While building automobiles wasn’t initially planned, the A.L.F.A. plant had enough of the necessary components from 1915 to finish 105 automobiles in 1919. The business rebranded as Alfa Romeo in 1920, with the Torpedo 20-30 H.P. being the first vehicle to bear the new name.
Their first success came in 1920 when Giuseppe Campari won at Mugello and continued with second place in the Targa Florio driven by Enzo Ferrari. Giuseppe Merosi remained in his role as chief designer, and the business kept turning both reliable road vehicles and winning racing cars (including the 40–60 H.P. and the R.L. Targa Florio).
To replace Merosi as Alfa Romeo’s head designer, the company wooed Vittorio Jano away from Fiat in 1923 with the help of a teenage racing driver called Enzo Ferrari. In 1925, Jano oversaw the production of Alfa Romeo’s P2 Grand Prix car, which helped the company claim the maiden world championship for Grand Prix cars. Jano’s P2 unit laid the foundation for the company’s engine architecture, including light alloys, hemispherical combustion chambers, centrally-placed spark plugs, two rows of overhead valves per cylinder bank, and dual overhead camshafts.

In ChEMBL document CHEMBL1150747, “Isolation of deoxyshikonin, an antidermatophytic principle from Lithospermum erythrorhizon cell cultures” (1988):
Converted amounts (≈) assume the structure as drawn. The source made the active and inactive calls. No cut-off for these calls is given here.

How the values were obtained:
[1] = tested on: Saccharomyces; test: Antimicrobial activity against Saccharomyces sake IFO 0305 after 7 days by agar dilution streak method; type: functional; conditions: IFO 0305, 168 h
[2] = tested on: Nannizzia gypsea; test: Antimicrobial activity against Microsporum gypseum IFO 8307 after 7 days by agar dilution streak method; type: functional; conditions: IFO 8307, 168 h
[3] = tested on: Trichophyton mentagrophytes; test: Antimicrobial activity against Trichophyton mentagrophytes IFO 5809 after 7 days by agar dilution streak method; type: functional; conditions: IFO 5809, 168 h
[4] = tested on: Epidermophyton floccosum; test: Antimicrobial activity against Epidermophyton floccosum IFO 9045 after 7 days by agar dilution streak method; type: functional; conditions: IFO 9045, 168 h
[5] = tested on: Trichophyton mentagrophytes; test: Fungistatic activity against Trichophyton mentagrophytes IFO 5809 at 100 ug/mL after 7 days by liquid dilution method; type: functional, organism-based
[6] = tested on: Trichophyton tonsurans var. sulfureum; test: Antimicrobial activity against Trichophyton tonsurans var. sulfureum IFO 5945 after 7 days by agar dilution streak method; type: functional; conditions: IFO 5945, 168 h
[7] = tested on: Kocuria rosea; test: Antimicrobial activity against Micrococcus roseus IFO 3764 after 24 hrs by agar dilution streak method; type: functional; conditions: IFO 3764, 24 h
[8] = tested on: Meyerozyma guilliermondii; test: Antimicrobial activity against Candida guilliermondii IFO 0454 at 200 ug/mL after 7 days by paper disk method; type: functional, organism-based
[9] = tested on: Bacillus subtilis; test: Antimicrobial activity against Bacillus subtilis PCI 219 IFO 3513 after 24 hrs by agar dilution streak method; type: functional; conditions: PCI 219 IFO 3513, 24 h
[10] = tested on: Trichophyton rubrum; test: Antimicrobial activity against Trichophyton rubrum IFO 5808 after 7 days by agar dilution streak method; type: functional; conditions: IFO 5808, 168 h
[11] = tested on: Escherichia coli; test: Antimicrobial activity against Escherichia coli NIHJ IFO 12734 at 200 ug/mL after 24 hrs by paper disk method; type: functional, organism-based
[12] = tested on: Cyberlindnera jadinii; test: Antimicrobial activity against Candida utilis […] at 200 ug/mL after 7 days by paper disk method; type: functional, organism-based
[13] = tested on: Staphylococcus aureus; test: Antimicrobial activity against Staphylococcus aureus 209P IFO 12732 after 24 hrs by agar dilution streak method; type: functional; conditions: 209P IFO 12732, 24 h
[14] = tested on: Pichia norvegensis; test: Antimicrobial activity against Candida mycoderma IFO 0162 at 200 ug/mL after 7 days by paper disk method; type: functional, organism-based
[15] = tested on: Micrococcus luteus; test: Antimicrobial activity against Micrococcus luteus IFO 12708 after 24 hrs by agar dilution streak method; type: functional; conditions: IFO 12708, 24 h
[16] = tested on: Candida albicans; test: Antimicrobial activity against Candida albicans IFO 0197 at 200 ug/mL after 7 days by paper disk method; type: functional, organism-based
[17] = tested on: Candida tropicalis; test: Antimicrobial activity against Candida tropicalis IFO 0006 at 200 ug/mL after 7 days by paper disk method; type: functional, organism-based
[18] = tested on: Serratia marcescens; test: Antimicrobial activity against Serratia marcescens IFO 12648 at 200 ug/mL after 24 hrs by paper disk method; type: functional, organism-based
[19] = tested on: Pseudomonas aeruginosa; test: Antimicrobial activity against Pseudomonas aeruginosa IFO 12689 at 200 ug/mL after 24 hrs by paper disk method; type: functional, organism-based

This unit was then used as the basis for a series of smaller- to medium-displacement 4-, 6-, and 8-cylinder inline engines designed for road vehicles. The strength and dependability of Jano’s designs were demonstrated. The factory team was privatized and renamed Scuderia Ferrari after Enzo Ferrari, who proved to be a stronger team manager than a driver. After Ferrari departed from Alfa Romeo, he focused on developing his vehicle designs. Before World War II, Tazio Nuvolari frequently raced for Alfa and won numerous races.
Alfa Romeo 8C 2900 Scuderia Ferrari
Nicola Romeo departed Alfa Romeo in 1928, and the government stepped in to save the company in 1933. Mussolini’s Italy used Alfa Romeo as a political tool, and the car eventually became a symbol of the country itself. During this time, it was known for producing high-end, custom automobiles for the affluent, with bodywork by Carrozzeria Touring or Pininfarina. The Alfa Romeo 2900B Type 35 race cars were the most successful of their time.